… And by “WOW!” I mean: Wow, I need to use these with my students. OR …Wow, I need to share these with my colleagues. OR Wow, I am inspired to develop my own digital history project. Of course a synthesis of all 3 is the sweet spot. That was the course of action leading to the development of my US History in a Global Context project.
What is digital history? Indeed, defining your terms is usually a great place to start. I have found these explanations to be useful and bring moments of clarity which ultimately furthers the conversation and utility of these types of projects.
- The American Historical Association: “Digital history might be understood broadly as an approach to examining and representing the past that works with the new communication technologies of the computer, the internet network, and software systems.”
- Roy Rosenzweig Center for History and New Media at George Mason University “Digital history is an approach to examining and representing the past that takes advantage of new communication technologies such as computers and the Web. It draws on essential features of the digital realm, such as databases, hypertextualization, and networks, to create and share historical knowledge.”
I have had the pleasure of working on multiple digital history projects. So, let’s look a bit further and see what formats digital history projects can take. In short, when we discuss digital history, we can be referencing a number of types and purposes. The common aspects being that they are accessible to the public and organized around a theme(s). This list comes (in part) from the Organization of American Historians.
- Archive: a site that provides a body of primary sources. Could also include collections of documents or databases of materials.
- Essay, Exhibit, Digital Narrative: something created or written specifically for the Web or with digital methods, that serves as a secondary source for interpreting the past by offering a historical narrative or argument. This category can also include maps, network visualizations, or other ways of representing historical data.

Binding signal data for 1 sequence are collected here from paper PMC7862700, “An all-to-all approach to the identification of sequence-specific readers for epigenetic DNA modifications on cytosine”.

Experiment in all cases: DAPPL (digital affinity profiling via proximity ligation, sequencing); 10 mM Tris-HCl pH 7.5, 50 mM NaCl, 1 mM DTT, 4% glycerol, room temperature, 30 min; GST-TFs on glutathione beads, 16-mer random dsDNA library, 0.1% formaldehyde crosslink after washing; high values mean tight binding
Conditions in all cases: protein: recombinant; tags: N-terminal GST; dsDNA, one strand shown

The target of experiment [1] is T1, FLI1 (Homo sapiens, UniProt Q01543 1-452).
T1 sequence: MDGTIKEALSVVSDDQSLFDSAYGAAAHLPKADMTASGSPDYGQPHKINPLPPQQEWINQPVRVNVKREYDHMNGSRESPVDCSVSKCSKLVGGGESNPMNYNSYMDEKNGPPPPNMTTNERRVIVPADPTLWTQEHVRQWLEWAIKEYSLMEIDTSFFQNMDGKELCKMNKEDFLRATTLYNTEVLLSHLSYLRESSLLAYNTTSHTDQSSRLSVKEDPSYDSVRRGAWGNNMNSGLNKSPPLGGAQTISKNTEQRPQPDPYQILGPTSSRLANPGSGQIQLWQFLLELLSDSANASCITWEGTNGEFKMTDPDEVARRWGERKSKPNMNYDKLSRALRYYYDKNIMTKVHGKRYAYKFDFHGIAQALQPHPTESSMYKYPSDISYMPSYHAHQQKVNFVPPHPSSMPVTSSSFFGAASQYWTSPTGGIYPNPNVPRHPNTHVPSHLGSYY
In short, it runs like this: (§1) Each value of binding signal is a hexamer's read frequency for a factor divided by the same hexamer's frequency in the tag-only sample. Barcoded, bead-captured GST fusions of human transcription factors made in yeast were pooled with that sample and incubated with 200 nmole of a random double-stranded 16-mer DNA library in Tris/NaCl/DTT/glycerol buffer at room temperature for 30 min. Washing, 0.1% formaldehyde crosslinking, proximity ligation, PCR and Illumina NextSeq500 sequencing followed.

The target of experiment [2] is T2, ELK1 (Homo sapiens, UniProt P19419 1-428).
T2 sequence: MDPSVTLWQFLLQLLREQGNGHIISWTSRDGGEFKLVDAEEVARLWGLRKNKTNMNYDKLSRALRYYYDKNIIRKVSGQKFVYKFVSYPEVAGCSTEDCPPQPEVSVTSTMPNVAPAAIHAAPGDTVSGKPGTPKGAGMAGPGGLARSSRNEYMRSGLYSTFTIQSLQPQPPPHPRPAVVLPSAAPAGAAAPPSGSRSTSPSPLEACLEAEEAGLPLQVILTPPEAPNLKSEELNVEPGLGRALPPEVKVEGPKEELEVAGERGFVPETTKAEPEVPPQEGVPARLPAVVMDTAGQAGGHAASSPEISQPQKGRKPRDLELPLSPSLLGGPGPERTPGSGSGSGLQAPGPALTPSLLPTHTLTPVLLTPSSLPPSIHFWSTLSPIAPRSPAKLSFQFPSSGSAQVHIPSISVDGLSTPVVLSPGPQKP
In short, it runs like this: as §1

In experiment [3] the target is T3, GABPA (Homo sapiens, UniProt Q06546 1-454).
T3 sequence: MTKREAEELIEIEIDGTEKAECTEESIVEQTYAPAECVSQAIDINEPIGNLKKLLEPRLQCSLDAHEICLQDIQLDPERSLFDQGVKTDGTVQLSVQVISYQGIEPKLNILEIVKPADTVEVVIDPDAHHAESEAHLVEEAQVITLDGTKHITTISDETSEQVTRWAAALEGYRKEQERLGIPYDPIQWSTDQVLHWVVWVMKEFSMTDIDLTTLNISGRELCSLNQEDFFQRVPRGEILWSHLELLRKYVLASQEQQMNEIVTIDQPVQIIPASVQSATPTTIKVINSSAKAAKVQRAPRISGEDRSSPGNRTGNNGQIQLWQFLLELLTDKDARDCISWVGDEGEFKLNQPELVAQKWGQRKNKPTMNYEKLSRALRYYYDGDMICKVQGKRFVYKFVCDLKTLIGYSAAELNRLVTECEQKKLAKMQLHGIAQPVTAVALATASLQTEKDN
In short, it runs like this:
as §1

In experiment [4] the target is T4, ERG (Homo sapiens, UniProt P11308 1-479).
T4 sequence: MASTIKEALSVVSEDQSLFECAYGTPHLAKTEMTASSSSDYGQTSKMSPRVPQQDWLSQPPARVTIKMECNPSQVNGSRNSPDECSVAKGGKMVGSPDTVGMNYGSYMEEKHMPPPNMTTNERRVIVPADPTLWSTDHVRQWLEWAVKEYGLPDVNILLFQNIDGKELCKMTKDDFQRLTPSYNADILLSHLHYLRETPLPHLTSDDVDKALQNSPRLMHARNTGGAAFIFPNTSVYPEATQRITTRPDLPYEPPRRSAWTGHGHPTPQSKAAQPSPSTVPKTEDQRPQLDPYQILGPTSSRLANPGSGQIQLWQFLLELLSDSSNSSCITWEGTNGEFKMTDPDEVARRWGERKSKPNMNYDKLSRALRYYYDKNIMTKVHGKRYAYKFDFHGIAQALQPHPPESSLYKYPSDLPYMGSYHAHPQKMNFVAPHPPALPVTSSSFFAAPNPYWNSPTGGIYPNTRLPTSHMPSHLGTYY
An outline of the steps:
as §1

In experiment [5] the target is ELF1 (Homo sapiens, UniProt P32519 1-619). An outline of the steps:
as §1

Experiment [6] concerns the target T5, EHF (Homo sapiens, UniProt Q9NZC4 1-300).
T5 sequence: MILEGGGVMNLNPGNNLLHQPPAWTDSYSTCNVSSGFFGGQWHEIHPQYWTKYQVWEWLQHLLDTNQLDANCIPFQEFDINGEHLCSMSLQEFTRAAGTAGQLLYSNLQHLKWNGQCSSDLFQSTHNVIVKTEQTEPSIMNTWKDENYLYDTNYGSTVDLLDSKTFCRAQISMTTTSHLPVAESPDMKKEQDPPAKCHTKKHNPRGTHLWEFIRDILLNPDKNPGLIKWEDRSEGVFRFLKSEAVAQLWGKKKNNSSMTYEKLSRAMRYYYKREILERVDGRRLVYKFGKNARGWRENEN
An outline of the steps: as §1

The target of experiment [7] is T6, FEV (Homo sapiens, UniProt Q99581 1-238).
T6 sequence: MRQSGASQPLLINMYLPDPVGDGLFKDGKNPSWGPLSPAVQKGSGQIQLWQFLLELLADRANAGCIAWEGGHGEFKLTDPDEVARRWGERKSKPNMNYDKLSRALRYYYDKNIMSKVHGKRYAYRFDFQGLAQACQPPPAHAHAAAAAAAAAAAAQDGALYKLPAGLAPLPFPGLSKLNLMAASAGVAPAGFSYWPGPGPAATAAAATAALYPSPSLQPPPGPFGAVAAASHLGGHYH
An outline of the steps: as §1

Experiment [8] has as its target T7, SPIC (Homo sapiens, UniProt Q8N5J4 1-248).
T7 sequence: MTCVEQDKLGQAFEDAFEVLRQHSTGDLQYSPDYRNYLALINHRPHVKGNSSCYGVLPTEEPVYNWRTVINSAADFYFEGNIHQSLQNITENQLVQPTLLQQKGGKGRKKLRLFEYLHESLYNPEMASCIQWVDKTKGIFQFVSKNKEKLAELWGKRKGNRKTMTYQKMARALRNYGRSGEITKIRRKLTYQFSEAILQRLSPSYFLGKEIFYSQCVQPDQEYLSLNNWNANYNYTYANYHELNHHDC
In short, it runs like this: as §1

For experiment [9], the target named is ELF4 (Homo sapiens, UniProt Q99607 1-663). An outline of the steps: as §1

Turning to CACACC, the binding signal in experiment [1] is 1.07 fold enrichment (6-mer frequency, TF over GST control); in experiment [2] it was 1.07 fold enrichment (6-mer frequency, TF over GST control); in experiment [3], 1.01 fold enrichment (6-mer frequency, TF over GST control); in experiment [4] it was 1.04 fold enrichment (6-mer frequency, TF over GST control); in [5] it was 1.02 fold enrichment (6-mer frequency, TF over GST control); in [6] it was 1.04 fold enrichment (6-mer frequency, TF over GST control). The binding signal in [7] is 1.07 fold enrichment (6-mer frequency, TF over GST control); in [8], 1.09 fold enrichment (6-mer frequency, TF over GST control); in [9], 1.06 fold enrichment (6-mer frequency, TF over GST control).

- Teaching Resource: a site that provides online assignments, syllabi, other resources specifically geared toward using the Web, or digital apps for teaching, including educational history content for children or adults, pedagogical training tools, and outreach to the education community.
- Gateway/Clearinghouse: a site that provides access to other websites or Internet-based resources.
- Podcasts: video and audio podcasts that engage audiences on historical topics and themes.
- Games: challenging interactive activities that educate through competition or role playing, finding evidence defined by rules and linked to a specific outcome. Games can be online, peer-to- peer, or mobile.
Wonderful! With classrooms having access to computers and moving to 1:1 formats, quality digital resources is in demand. The good news is that they are out there. But these are only good if they get used. To that end, I have curated a collection of digital history projects that are designed for high school and higher education history and social studies classes. These selections offer a variety of implementation pathways allowing immediate use with students (either in full or in part). Additionally, these would be relevant for history/social science methods classes.
Here is one more general resource, a short video, to help frame and advance your understanding before you dive into the digital history resources.
What project did I miss? What do you think of these? Let me know and contact the project designers so they know who is using the resource they created. Enjoy!
1. The 68.77.89 Project: Arts, Culture, and Social Change: Created by The National Czech & Slovak Museum & Library, this resource was just launched in early 2018! Students will be challenged to apply the lessons from the experiences of Czechs and Slovaks to better understand issues of democracy today and their responsibility for preserving democracy for the future. 68.77.89 is designed for students in grades 9-12. It provides a set of 12 learning activities in 4 modules that meet Common Core, Advanced Placement, and International Baccalaureate standards. The activities can be used as a set designed to be used together, or in single modules as free-standing lessons. Images of the 4 modules is below.